Childhood Memories Friday: Cousins

Childhood Memories FridayThanksgiving is coming, and it’s a time for family get-togethers. When I think of childhood family gatherings, I always think of cousins. You gotta love the idea of cousins:  built-in playmates when you go visit relatives. My sister had a book called “Eighteen Cousins.”

It was a repetitive book, along the lines of “Brown Bear, Brown Bear,” and I still remember the line “Eighteen cousins, and one little me.”

I always thought it would be great to have 18 cousins, but alas, I only made it to 10. And some of those were so much younger than I was that they hardly counted. As the oldest child on both sides of the family, I felt more like a babysitter/teacher than a real playmate, although I had a few cousins on my dad’s side who weren’t too much younger.

I remember being so excited each time I learned I would have a new cousin. Once at my grandma’s I remember a new baby cousin sleeping in a dresser drawer (taken out of the dresser). I was fascinated by that!

There was often a kids’ table for holiday meals, and I remember the year I “graduated” to the adult table. I was not a bit happy about this, far preferring the company of the kids.

My cousins on my dad’s side were all girls; there were 4 of us for most of my growing-up years. We would sit in a guest bedroom and talk about how we couldn’t believe it was actually Christmas day! We also tried communicating through air vents and once tried crawling into a baby bed to see if it could hold us (a phone rang immediately after we got in, scaring us to death as we quickly scrambled out. We thought it was some type of alarm!).

Do you have any memories of cousins during your childhood?

4 thoughts on “Childhood Memories Friday: Cousins

  1. One of my cousins, my youngest in fact, was burned as a child. She was hospitalized for what now seems like a month or more. I was a student nurse training at the hospital where she was a patient. Each day I would do my regular day duty and then I would go to her room and stay with her while her mom went home to be with the rest of the family. While her mom didn’t help with the dressing changes, I did. She came to associate the accompanying pain, which is severe, with me, and also her mother’s departure always came after I entered the room. And so she developed a fear of me. Some weeks later, when she was out of the hospital, we saw each other at Grandma’s house, and she turned around and ran when she saw me. That was painful for me, albeit understandable. I would guess that now, about 45 years later, she doesn’t even remember the incident.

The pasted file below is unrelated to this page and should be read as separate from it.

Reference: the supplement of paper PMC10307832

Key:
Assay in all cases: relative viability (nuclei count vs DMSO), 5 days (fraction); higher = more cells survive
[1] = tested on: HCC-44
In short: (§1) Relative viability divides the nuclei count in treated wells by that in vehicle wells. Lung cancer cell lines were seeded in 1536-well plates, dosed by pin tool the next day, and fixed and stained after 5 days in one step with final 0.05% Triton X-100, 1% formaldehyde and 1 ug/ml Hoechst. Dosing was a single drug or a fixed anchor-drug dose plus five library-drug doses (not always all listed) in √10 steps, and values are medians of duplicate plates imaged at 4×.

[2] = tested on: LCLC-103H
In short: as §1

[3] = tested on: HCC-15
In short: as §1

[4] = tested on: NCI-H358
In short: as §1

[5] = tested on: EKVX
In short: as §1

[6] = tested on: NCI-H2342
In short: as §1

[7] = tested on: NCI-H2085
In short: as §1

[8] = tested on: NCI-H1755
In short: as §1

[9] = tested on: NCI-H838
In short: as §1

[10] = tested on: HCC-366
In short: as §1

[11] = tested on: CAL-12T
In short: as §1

2. My cousin Dianne was a year older than me and lived in Holland. I often got to sleep over at their home and I loved it. Her mother, Aunt Helen, loved animals. They had rabbits in cages. Aunt Helen was fun, too. She did craft type activities and also gave piano lessons. Uncle Frederick was soo funny with things he would say! Dianne & I both played the piano. I remember at Grandma Kamman’s, we two would pump away on Grandma’s player piano. The song I most remember us rendering was “Beautiful Ohio”. Dianne had a neighbor who made dolls and doll outfits and I was about green with envy over that fact. Dianne & I are still friends as we bob on the waves of life’s sea.

  3. I have many good memories of my 8 first cousins counting both sides of the house. On the McLaughlin side, I still have 5 cousins and on the Rupert side, I only had 3 (but now only 2 are are still living). I will actually get to see cousin Johnny McLaughlin this Sunday AM at the United Methodist Church in Auburn, where he lives and is choir director. My husband Joe is playing piano for a Thanksgiving special program at this church, and then my cousin and his wife have invited us to lunch afterwards. I am excited to see my cousin, because he is a career teacher so we always have had much to talk about, plus I don’t get to see him very often.

    My famous cousin was Gene Hartley of Roanoke, IN and later Indianapolis where he raced in the Indy 500 at the Speedway. I actually went to the big race in 1956 when I was still in high school. I think that was the year that he came in either 8th or 10th. He raced in the Indy 500 for 12 years and many other midget races for many years in the 1950s and 60s. Gene was my oldest cousin. I also remember going to his wedding when I was in second grade, which I thought was a pretty big deal, especially since it was my first wedding to attend.

    Most of my cousins became teachers as grown-ups. We loved big family Sunday dinners on birthdays, anniversaries, and most holiday events. Two girl cousins, Jean Ann and Mona Lue, taught me to ride a bicycle by pushing me off a rather big hill at Grandpa Rupert’s house. I still can’t believe I didn’t crash big time on that very first try, but I do remember wobbling quite a bit. Not much instruction was given, so it was quite an adventure for a 6-year-old on a full size bike. Lucky that I was tall for my age! That hill still looks big to me and rather dangerous as well. The best memories for me was staying for a whole week at each other’s houses for a whole week at a time in summer or taking short trips together. All of my cousins still live in IN, except for Larry who lives in TX now, and they range in age from 75 down to 55 today. Happy memories!

  4. I have 6 cousins from one side and 10 on the other. I hardly saw ANY of them growing up, and usually at holiday functions. You are so lucky to have these memories of cousins… my cousins and I always got along and we had fun during the times we were together, but we were never close… I hope my own baby will HAVE cousins his own age (right now the prospects are looking slim!) and if he does that he will be able to form a close relationship. 🙂

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